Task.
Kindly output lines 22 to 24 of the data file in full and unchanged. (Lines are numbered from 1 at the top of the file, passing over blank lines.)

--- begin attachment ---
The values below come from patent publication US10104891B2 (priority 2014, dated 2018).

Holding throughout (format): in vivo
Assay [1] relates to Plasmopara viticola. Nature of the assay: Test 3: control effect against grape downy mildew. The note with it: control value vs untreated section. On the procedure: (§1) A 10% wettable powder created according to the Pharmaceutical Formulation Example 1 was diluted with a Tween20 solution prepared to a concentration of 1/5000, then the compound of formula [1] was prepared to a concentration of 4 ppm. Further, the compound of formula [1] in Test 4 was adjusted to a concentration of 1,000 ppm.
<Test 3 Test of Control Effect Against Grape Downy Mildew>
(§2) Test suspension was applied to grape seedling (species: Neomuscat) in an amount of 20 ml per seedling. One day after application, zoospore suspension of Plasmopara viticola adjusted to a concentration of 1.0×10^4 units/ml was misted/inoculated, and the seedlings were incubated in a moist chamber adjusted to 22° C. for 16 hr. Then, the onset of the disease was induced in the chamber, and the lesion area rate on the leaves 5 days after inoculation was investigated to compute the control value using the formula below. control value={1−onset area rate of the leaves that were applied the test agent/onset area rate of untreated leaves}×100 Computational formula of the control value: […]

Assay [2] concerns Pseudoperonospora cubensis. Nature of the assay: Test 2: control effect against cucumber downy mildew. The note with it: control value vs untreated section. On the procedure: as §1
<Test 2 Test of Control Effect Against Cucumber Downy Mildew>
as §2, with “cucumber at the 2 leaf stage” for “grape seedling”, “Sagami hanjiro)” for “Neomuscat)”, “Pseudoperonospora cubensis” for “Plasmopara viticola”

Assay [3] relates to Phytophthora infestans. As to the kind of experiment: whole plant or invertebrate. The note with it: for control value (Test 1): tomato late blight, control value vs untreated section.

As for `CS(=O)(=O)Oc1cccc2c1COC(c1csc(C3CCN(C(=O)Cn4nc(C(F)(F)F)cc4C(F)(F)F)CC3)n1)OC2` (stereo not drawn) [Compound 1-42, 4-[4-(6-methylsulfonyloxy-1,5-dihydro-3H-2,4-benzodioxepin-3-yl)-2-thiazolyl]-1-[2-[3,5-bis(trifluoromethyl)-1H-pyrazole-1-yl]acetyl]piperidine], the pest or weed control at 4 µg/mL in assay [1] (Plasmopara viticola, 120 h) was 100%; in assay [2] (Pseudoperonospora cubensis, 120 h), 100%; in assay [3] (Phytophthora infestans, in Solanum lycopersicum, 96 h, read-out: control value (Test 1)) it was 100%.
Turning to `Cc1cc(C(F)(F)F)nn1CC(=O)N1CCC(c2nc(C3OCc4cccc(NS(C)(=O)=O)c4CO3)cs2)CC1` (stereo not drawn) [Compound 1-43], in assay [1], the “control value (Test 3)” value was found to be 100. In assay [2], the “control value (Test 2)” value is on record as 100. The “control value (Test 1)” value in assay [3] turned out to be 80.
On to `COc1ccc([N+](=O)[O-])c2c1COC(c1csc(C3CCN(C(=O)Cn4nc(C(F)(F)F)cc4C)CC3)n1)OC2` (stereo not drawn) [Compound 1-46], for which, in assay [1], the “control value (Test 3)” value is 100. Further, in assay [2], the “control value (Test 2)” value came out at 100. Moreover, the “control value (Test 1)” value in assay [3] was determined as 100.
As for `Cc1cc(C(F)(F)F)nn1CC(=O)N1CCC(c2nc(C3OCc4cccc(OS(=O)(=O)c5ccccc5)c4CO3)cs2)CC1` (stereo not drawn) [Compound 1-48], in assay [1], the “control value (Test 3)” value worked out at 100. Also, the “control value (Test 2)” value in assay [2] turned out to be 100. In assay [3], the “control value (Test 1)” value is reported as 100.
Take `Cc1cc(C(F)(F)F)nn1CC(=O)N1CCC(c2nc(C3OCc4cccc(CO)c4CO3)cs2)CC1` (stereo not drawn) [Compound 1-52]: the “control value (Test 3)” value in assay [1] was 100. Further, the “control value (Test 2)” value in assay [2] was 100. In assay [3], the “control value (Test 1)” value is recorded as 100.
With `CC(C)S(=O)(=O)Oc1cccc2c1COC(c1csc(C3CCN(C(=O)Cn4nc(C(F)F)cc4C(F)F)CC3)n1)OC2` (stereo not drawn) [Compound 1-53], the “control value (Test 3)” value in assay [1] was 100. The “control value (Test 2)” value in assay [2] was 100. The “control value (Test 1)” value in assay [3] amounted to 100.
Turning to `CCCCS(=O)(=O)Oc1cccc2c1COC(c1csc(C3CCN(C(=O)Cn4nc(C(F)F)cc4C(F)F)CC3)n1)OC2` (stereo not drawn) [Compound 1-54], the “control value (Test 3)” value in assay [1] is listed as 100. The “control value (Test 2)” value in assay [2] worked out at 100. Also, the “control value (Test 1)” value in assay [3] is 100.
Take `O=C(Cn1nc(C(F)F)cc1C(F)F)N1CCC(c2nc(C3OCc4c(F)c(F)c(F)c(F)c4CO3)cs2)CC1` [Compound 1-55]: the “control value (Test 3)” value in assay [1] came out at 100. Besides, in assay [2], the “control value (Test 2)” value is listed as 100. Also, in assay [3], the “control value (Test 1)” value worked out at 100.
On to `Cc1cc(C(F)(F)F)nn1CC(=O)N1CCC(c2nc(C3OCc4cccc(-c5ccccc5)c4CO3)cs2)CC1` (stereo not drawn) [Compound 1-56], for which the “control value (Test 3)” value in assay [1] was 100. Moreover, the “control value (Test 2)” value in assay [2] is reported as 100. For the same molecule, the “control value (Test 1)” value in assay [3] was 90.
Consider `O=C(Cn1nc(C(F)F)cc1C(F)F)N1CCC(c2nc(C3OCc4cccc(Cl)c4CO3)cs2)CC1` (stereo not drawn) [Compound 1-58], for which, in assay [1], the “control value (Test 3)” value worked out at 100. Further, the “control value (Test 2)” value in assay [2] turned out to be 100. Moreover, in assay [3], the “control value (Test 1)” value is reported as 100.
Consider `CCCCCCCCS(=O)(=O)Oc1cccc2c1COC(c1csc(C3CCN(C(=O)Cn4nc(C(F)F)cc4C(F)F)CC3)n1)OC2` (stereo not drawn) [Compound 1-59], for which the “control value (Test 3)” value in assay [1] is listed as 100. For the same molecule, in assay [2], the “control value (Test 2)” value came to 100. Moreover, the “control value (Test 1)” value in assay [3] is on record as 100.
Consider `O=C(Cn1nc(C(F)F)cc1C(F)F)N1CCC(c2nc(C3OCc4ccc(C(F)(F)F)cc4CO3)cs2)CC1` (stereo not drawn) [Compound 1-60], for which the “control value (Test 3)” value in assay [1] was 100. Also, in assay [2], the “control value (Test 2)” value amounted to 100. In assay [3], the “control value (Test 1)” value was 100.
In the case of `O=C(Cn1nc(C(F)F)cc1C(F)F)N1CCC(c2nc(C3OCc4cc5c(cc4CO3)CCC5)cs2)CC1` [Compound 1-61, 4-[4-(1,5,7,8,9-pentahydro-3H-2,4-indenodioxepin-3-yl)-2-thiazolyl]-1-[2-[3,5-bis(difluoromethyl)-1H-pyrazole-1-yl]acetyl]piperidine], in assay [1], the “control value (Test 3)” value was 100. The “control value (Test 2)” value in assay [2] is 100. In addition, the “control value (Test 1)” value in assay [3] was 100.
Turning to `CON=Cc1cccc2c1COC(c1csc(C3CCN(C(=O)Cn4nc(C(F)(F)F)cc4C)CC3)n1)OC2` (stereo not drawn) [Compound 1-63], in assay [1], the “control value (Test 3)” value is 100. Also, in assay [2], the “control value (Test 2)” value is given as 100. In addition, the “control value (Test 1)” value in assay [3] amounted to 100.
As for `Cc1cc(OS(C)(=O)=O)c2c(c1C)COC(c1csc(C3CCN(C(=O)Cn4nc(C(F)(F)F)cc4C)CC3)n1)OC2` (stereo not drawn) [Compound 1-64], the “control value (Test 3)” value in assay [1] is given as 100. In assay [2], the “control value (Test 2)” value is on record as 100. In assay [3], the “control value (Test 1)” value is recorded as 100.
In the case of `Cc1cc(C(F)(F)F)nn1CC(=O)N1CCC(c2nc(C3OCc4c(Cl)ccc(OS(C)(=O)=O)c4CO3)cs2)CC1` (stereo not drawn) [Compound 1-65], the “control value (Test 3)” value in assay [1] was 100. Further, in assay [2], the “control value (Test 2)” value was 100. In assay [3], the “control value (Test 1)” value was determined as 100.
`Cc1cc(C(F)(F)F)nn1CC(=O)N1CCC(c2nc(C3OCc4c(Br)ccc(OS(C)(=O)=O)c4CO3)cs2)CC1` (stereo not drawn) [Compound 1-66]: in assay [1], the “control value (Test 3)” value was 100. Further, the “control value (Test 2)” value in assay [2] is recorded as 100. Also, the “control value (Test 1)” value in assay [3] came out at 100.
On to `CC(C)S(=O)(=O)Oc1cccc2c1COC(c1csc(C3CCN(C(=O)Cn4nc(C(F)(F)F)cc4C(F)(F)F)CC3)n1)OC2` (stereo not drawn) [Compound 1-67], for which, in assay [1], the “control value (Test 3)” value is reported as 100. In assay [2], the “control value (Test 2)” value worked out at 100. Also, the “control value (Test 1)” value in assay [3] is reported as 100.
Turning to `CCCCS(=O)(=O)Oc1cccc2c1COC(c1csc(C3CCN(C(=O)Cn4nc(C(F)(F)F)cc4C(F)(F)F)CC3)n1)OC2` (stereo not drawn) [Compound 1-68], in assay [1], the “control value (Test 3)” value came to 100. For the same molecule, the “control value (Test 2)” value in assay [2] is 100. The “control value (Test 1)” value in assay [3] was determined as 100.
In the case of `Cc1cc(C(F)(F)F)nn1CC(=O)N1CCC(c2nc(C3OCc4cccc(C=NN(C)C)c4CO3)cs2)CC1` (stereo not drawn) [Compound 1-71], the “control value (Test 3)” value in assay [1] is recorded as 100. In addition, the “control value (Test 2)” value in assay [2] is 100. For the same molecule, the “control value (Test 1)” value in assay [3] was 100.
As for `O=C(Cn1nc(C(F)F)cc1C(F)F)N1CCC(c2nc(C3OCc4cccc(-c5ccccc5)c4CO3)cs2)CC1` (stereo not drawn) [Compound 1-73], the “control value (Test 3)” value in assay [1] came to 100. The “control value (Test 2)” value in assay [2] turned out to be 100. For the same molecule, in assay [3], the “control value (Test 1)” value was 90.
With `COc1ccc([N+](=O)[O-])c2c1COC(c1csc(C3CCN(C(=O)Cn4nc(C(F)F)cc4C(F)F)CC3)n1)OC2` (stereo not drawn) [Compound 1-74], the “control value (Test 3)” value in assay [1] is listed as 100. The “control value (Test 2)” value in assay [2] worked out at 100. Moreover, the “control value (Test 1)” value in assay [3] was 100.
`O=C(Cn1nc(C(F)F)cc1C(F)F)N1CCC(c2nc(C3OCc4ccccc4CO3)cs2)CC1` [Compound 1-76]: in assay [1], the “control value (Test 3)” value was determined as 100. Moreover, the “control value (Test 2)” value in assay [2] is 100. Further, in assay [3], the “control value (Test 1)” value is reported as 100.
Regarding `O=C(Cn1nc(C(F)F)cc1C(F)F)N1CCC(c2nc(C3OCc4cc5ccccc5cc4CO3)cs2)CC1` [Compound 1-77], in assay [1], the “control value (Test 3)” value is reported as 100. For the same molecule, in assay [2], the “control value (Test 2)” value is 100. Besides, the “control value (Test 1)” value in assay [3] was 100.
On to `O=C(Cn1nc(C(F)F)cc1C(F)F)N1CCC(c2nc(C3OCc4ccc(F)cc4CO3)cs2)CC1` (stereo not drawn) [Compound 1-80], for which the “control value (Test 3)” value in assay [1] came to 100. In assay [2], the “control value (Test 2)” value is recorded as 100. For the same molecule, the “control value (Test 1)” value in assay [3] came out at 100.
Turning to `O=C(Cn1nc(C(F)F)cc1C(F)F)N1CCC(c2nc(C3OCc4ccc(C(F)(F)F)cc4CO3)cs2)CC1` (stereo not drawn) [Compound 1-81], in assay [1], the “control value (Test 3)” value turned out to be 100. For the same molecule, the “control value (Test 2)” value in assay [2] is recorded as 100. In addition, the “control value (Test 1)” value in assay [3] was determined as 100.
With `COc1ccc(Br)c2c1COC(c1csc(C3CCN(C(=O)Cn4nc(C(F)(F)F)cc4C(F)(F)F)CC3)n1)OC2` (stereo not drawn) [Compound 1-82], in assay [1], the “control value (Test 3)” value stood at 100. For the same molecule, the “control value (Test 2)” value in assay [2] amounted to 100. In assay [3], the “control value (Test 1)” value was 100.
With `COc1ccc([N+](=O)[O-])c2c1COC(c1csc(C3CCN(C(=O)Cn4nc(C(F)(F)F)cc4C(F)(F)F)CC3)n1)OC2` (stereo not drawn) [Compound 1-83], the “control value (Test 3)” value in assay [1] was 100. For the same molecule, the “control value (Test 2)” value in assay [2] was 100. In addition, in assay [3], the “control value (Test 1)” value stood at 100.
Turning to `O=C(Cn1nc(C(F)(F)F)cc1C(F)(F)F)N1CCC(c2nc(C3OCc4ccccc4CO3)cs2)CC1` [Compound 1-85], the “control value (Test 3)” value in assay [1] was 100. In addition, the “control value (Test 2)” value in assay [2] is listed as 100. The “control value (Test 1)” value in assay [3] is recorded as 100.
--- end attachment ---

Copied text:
In the case of `O=C(Cn1nc(C(F)F)cc1C(F)F)N1CCC(c2nc(C3OCc4cc5c(cc4CO3)CCC5)cs2)CC1` [Compound 1-61, 4-[4-(1,5,7,8,9-pentahydro-3H-2,4-indenodioxepin-3-yl)-2-thiazolyl]-1-[2-[3,5-bis(difluoromethyl)-1H-pyrazole-1-yl]acetyl]piperidine], in assay [1], the “control value (Test 3)” value was 100. The “control value (Test 2)” value in assay [2] is 100. In addition, the “control value (Test 1)” value in assay [3] was 100.
Turning to `CON=Cc1cccc2c1COC(c1csc(C3CCN(C(=O)Cn4nc(C(F)(F)F)cc4C)CC3)n1)OC2` (stereo not drawn) [Compound 1-63], in assay [1], the “control value (Test 3)” value is 100. Also, in assay [2], the “control value (Test 2)” value is given as 100. In addition, the “control value (Test 1)” value in assay [3] amounted to 100.
As for `Cc1cc(OS(C)(=O)=O)c2c(c1C)COC(c1csc(C3CCN(C(=O)Cn4nc(C(F)(F)F)cc4C)CC3)n1)OC2` (stereo not drawn) [Compound 1-64], the “control value (Test 3)” value in assay [1] is given as 100. In assay [2], the “control value (Test 2)” value is on record as 100. In assay [3], the “control value (Test 1)” value is recorded as 100.